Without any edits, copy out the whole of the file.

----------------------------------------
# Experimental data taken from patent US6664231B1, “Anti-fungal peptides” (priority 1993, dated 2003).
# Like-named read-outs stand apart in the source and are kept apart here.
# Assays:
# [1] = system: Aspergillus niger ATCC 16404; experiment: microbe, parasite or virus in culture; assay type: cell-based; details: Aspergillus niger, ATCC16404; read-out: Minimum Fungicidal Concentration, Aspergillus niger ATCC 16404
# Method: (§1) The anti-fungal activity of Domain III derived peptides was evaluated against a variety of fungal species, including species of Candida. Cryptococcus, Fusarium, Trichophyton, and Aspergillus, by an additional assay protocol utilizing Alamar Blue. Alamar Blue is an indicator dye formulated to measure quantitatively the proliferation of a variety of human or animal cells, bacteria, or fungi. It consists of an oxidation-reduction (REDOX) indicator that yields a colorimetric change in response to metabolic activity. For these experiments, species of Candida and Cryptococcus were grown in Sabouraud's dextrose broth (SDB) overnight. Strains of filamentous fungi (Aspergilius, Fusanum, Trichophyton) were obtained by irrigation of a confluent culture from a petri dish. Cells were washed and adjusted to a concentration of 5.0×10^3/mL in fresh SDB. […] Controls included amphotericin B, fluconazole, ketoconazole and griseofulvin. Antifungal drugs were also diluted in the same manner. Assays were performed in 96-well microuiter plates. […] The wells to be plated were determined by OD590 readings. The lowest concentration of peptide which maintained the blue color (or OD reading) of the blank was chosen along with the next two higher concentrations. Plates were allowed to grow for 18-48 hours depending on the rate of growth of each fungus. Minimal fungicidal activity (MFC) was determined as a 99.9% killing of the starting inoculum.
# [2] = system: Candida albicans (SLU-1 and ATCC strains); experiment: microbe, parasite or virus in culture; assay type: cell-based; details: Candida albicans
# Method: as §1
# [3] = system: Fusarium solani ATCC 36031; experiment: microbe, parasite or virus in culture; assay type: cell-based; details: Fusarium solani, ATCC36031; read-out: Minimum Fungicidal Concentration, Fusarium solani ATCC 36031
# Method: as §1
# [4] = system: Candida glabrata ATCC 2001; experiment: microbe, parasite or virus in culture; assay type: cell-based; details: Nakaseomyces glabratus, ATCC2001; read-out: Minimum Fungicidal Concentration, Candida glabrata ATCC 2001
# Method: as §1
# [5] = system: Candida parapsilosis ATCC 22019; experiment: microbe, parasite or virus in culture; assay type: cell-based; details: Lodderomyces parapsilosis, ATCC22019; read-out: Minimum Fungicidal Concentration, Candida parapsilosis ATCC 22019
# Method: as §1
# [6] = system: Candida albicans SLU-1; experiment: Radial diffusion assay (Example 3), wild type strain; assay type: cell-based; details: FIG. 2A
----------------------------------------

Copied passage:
# Experimental data taken from patent US6664231B1, “Anti-fungal peptides” (priority 1993, dated 2003).
# Like-named read-outs stand apart in the source and are kept apart here.
# Assays:
# [1] = system: Aspergillus niger ATCC 16404; experiment: microbe, parasite or virus in culture; assay type: cell-based; details: Aspergillus niger, ATCC16404; read-out: Minimum Fungicidal Concentration, Aspergillus niger ATCC 16404
# Method: (§1) The anti-fungal activity of Domain III derived peptides was evaluated against a variety of fungal species, including species of Candida. Cryptococcus, Fusarium, Trichophyton, and Aspergillus, by an additional assay protocol utilizing Alamar Blue. Alamar Blue is an indicator dye formulated to measure quantitatively the proliferation of a variety of human or animal cells, bacteria, or fungi. It consists of an oxidation-reduction (REDOX) indicator that yields a colorimetric change in response to metabolic activity. For these experiments, species of Candida and Cryptococcus were grown in Sabouraud's dextrose broth (SDB) overnight. Strains of filamentous fungi (Aspergilius, Fusanum, Trichophyton) were obtained by irrigation of a confluent culture from a petri dish. Cells were washed and adjusted to a concentration of 5.0×10^3/mL in fresh SDB. […] Controls included amphotericin B, fluconazole, ketoconazole and griseofulvin. Antifungal drugs were also diluted in the same manner. Assays were performed in 96-well microuiter plates. […] The wells to be plated were determined by OD590 readings. The lowest concentration of peptide which maintained the blue color (or OD reading) of the blank was chosen along with the next two higher concentrations. Plates were allowed to grow for 18-48 hours depending on the rate of growth of each fungus. Minimal fungicidal activity (MFC) was determined as a 99.9% killing of the starting inoculum.
# [2] = system: Candida albicans (SLU-1 and ATCC strains); experiment: microbe, parasite or virus in culture; assay type: cell-based; details: Candida albicans
# Method: as §1
# [3] = system: Fusarium solani ATCC 36031; experiment: microbe, parasite or virus in culture; assay type: cell-based; details: Fusarium solani, ATCC36031; read-out: Minimum Fungicidal Concentration, Fusarium solani ATCC 36031
# Method: as §1
# [4] = system: Candida glabrata ATCC 2001; experiment: microbe, parasite or virus in culture; assay type: cell-based; details: Nakaseomyces glabratus, ATCC2001; read-out: Minimum Fungicidal Concentration, Candida glabrata ATCC 2001
# Method: as §1
# [5] = system: Candida parapsilosis ATCC 22019; experiment: microbe, parasite or virus in culture; assay type: cell-based; details: Lodderomyces parapsilosis, ATCC22019; read-out: Minimum Fungicidal Concentration, Candida parapsilosis ATCC 22019
# Method: as §1
# [6] = system: Candida albicans SLU-1; experiment: Radial diffusion assay (Example 3), wild type strain; assay type: cell-based; details: FIG. 2A